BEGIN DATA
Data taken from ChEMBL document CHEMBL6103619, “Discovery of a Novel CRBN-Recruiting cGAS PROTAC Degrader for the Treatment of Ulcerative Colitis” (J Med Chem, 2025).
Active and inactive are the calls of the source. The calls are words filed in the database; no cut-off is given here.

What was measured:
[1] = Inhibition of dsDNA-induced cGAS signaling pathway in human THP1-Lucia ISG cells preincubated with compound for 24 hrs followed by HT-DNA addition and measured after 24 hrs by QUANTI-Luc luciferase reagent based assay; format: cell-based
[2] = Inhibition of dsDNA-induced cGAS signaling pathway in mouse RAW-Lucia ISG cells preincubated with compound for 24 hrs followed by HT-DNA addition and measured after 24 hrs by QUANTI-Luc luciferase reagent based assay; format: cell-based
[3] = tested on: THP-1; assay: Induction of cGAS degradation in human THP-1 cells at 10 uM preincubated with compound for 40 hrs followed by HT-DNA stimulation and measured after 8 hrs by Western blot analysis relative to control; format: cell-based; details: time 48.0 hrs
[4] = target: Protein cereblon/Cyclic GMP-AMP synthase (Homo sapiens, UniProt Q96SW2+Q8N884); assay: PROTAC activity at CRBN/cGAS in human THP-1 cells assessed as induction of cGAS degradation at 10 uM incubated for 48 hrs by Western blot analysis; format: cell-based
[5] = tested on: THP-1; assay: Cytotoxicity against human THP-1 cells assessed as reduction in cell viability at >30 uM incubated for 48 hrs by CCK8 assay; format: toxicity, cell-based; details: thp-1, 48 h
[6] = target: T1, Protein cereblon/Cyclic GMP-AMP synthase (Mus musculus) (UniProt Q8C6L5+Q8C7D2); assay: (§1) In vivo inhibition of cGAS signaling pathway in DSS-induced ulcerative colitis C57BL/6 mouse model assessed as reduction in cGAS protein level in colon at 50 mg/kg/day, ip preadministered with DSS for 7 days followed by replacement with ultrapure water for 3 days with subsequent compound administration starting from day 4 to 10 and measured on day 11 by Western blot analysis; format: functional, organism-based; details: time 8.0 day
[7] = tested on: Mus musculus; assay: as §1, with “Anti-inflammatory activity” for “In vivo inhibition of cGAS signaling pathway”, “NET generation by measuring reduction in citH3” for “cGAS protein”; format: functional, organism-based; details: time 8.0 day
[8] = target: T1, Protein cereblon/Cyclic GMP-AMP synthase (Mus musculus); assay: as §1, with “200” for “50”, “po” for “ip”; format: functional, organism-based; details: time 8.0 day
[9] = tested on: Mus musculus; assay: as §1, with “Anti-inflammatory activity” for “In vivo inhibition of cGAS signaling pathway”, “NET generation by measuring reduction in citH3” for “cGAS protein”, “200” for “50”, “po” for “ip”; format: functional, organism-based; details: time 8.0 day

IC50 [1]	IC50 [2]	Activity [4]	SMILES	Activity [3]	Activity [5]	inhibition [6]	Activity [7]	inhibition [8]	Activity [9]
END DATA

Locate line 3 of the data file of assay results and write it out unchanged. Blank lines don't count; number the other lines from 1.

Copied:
What was measured: